In New York, the supreme court and the family court enjoy concurrent jurisdiction over many types of family law cases. (1) Among them are those concerning child custody, child and spousal support, adoption, abuse and neglect, parental rights termination,...
From "Renegade" Agency to Institution of Justice: The Transformation of Legal Services Corporation
INTRODUCTION At no time in recent history has the Legal Services Corporation (LSC) and the national legal services community been in a stronger political position. Today, LSC enjoys broad bipartisan support. Federally-funded legal services programs...
If You Gag the Lawyers, Do You Choke the Courts? Some Implications for Judges When Funding Restrictions Curb Advocacy by Lawyers on Behalf of the Poor
You are a county court judge. A woman, through her lawyer, tells you that her husband has just broken her arm and given her a black eye. She requests a restraining order, which you grant. The order requires the husband to leave the house and to...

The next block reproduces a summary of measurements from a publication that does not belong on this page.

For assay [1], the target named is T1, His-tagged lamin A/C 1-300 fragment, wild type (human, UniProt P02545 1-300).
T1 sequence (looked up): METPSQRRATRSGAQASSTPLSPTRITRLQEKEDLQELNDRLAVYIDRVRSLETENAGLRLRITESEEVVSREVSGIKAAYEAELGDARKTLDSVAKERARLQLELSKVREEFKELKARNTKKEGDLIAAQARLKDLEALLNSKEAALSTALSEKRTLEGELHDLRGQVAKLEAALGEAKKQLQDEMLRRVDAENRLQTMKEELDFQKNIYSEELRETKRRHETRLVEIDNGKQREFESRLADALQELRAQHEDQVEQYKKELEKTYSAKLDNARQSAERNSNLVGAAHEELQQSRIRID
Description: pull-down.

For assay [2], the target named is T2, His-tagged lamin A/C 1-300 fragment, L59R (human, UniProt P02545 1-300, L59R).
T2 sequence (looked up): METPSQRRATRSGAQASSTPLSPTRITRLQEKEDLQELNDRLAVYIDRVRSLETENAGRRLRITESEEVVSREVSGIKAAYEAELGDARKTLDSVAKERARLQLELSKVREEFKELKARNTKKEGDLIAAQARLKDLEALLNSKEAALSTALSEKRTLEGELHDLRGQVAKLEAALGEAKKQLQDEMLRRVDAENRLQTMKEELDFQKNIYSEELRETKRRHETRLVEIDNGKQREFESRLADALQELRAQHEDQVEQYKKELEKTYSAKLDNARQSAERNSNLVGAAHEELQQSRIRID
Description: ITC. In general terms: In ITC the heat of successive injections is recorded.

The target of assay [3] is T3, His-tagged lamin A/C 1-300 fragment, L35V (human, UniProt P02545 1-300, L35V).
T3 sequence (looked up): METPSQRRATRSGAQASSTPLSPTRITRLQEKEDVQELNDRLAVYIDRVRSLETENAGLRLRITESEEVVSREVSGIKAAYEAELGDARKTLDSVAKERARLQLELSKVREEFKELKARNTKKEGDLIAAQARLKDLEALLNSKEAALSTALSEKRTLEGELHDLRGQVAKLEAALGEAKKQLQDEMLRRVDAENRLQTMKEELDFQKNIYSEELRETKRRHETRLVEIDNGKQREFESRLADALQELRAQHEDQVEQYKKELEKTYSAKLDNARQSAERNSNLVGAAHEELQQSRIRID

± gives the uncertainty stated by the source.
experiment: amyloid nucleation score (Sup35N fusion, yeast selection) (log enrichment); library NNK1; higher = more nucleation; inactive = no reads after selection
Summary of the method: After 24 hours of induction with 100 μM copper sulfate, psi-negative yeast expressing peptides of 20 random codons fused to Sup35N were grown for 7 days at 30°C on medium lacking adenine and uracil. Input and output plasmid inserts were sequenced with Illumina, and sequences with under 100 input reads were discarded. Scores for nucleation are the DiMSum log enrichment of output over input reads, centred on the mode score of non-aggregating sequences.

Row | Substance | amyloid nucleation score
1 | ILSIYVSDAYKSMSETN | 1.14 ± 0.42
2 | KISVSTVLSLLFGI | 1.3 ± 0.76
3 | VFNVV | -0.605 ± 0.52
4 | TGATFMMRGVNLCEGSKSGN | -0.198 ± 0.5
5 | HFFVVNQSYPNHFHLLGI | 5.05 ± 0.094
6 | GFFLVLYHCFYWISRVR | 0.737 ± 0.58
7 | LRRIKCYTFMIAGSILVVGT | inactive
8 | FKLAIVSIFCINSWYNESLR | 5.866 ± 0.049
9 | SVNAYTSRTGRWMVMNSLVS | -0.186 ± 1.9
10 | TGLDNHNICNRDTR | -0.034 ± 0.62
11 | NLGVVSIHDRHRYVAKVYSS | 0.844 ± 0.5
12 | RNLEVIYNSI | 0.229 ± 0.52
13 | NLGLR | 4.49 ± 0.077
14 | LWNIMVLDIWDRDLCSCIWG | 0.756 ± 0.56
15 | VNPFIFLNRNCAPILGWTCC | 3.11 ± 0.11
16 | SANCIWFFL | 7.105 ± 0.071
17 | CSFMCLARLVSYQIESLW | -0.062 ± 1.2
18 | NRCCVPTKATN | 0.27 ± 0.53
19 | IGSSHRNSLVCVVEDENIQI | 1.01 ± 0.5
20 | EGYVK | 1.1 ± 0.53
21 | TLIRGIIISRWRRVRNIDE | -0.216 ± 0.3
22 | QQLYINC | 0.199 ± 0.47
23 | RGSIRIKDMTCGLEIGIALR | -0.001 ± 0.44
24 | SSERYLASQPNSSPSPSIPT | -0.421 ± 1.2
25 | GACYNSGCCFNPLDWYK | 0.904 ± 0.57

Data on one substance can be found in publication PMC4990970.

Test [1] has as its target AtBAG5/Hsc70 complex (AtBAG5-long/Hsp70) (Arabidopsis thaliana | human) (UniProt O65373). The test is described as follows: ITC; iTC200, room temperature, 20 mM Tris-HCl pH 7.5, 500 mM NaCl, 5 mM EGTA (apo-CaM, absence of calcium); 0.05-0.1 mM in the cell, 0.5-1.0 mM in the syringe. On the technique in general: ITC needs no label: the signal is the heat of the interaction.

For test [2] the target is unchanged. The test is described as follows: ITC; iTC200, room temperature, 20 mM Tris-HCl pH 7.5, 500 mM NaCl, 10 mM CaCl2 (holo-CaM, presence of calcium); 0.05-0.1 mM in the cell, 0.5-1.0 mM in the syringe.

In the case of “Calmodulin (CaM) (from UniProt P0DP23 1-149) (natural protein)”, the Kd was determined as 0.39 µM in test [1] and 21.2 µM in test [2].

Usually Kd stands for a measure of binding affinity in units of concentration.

In Defense of Ghostwriting
INTRODUCTION The increased presence of pro se litigants in the court has resulted in more interest in their plight and the challenges it poses for court administration. (1) The growth of pro se litigation is a sign of the times. It can be attributed...
In the Eye of the Hurricane: Florida Courts, Judicial Independence, and Politics
I. INTRODUCTION Underlying many of the shrill arguments made in the aftermath of the 2000 presidential vote in Florida were questions regarding judicial independence. The concept of judicial independence is often expressed in absolutist terms,...
Judging Judges: Securing Judicial Independence by Use of Judicial Performance Evaluations
INTRODUCTION The current national debate surrounding judicial independence arguably began in 1996 when both presidential candidates engaged in disingenuous political rhetoric about United States District Judge Harold Baer. (1) The national discussion...